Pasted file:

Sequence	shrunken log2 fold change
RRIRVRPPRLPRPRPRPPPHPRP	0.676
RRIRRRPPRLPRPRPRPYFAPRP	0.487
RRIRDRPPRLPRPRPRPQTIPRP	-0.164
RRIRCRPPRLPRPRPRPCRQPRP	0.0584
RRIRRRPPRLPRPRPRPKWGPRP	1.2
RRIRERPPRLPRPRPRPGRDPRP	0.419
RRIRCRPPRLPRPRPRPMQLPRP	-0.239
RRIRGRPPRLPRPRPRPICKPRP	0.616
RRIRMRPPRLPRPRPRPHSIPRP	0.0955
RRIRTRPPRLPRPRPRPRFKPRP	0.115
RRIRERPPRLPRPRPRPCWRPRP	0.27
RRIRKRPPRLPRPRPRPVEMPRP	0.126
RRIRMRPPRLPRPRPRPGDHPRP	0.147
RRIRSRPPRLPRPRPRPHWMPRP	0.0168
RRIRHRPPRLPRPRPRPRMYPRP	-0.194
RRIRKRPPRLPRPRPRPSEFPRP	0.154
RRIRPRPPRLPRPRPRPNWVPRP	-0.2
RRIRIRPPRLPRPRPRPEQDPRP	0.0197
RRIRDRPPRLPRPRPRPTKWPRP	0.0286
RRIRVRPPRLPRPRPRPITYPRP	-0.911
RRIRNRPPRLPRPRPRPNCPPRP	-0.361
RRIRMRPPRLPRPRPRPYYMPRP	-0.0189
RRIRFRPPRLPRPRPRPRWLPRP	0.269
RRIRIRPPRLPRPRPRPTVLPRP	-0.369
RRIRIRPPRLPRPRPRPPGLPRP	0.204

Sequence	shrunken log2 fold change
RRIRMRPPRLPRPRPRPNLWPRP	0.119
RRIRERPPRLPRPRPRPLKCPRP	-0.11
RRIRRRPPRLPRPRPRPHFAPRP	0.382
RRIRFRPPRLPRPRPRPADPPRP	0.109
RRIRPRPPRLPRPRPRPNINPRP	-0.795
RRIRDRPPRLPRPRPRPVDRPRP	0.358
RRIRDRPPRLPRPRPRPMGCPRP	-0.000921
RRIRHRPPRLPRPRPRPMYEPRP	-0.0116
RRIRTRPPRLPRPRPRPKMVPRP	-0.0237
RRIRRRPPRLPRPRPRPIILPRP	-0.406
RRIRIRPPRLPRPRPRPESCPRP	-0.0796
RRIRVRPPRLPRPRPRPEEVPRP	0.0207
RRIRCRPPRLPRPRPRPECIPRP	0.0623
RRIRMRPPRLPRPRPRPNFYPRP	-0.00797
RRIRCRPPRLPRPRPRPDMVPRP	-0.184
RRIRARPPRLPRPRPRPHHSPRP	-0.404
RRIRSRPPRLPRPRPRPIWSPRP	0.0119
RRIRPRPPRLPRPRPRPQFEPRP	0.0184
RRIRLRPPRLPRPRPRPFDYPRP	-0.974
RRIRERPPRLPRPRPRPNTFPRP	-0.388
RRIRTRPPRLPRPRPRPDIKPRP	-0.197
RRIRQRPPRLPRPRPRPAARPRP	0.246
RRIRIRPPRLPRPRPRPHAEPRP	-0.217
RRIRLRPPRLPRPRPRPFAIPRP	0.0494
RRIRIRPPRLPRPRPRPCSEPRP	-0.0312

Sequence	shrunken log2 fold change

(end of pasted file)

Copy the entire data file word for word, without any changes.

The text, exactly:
Sequence	shrunken log2 fold change
RRIRVRPPRLPRPRPRPPPHPRP	0.676
RRIRRRPPRLPRPRPRPYFAPRP	0.487
RRIRDRPPRLPRPRPRPQTIPRP	-0.164
RRIRCRPPRLPRPRPRPCRQPRP	0.0584
RRIRRRPPRLPRPRPRPKWGPRP	1.2
RRIRERPPRLPRPRPRPGRDPRP	0.419
RRIRCRPPRLPRPRPRPMQLPRP	-0.239
RRIRGRPPRLPRPRPRPICKPRP	0.616
RRIRMRPPRLPRPRPRPHSIPRP	0.0955
RRIRTRPPRLPRPRPRPRFKPRP	0.115
RRIRERPPRLPRPRPRPCWRPRP	0.27
RRIRKRPPRLPRPRPRPVEMPRP	0.126
RRIRMRPPRLPRPRPRPGDHPRP	0.147
RRIRSRPPRLPRPRPRPHWMPRP	0.0168
RRIRHRPPRLPRPRPRPRMYPRP	-0.194
RRIRKRPPRLPRPRPRPSEFPRP	0.154
RRIRPRPPRLPRPRPRPNWVPRP	-0.2
RRIRIRPPRLPRPRPRPEQDPRP	0.0197
RRIRDRPPRLPRPRPRPTKWPRP	0.0286
RRIRVRPPRLPRPRPRPITYPRP	-0.911
RRIRNRPPRLPRPRPRPNCPPRP	-0.361
RRIRMRPPRLPRPRPRPYYMPRP	-0.0189
RRIRFRPPRLPRPRPRPRWLPRP	0.269
RRIRIRPPRLPRPRPRPTVLPRP	-0.369
RRIRIRPPRLPRPRPRPPGLPRP	0.204

Sequence	shrunken log2 fold change
RRIRMRPPRLPRPRPRPNLWPRP	0.119
RRIRERPPRLPRPRPRPLKCPRP	-0.11
RRIRRRPPRLPRPRPRPHFAPRP	0.382
RRIRFRPPRLPRPRPRPADPPRP	0.109
RRIRPRPPRLPRPRPRPNINPRP	-0.795
RRIRDRPPRLPRPRPRPVDRPRP	0.358
RRIRDRPPRLPRPRPRPMGCPRP	-0.000921
RRIRHRPPRLPRPRPRPMYEPRP	-0.0116
RRIRTRPPRLPRPRPRPKMVPRP	-0.0237
RRIRRRPPRLPRPRPRPIILPRP	-0.406
RRIRIRPPRLPRPRPRPESCPRP	-0.0796
RRIRVRPPRLPRPRPRPEEVPRP	0.0207
RRIRCRPPRLPRPRPRPECIPRP	0.0623
RRIRMRPPRLPRPRPRPNFYPRP	-0.00797
RRIRCRPPRLPRPRPRPDMVPRP	-0.184
RRIRARPPRLPRPRPRPHHSPRP	-0.404
RRIRSRPPRLPRPRPRPIWSPRP	0.0119
RRIRPRPPRLPRPRPRPQFEPRP	0.0184
RRIRLRPPRLPRPRPRPFDYPRP	-0.974
RRIRERPPRLPRPRPRPNTFPRP	-0.388
RRIRTRPPRLPRPRPRPDIKPRP	-0.197
RRIRQRPPRLPRPRPRPAARPRP	0.246
RRIRIRPPRLPRPRPRPHAEPRP	-0.217
RRIRLRPPRLPRPRPRPFAIPRP	0.0494
RRIRIRPPRLPRPRPRPCSEPRP	-0.0312

Sequence	shrunken log2 fold change